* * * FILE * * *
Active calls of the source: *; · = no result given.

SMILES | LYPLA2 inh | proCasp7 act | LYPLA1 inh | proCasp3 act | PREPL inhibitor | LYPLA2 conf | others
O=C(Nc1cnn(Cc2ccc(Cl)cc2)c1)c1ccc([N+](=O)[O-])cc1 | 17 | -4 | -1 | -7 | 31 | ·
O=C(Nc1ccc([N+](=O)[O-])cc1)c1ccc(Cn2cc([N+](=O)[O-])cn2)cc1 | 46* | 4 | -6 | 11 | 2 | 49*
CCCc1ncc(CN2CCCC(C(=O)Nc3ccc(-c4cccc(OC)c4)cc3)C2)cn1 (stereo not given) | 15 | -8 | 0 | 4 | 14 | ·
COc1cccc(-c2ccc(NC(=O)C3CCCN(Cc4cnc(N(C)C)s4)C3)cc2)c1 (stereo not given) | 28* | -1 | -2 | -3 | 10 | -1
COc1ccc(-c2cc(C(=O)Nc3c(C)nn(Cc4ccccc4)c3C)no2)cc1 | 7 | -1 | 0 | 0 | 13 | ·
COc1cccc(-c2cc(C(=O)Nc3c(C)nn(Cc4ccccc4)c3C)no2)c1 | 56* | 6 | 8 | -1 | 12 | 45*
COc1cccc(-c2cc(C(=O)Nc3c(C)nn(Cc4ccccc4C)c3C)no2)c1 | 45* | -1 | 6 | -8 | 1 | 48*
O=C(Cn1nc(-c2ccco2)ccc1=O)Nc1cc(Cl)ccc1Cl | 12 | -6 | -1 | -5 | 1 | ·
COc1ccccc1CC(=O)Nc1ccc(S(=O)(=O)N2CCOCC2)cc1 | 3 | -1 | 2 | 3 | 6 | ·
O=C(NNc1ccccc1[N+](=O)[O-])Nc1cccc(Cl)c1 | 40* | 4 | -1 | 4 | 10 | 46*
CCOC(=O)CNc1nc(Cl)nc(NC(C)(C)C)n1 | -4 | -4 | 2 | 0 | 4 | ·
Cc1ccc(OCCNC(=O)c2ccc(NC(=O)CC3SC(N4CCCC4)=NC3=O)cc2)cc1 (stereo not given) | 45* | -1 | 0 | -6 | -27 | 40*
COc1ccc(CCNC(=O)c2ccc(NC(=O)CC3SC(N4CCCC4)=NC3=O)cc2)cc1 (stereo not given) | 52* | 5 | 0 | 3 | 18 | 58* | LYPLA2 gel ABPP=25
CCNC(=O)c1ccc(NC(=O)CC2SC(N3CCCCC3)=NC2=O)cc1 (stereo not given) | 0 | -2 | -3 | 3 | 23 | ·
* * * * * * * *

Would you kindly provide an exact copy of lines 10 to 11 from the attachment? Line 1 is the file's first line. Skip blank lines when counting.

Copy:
O=C(Cn1nc(-c2ccco2)ccc1=O)Nc1cc(Cl)ccc1Cl | 12 | -6 | -1 | -5 | 1 | ·
COc1ccccc1CC(=O)Nc1ccc(S(=O)(=O)N2CCOCC2)cc1 | 3 | -1 | 2 | 3 | 6 | ·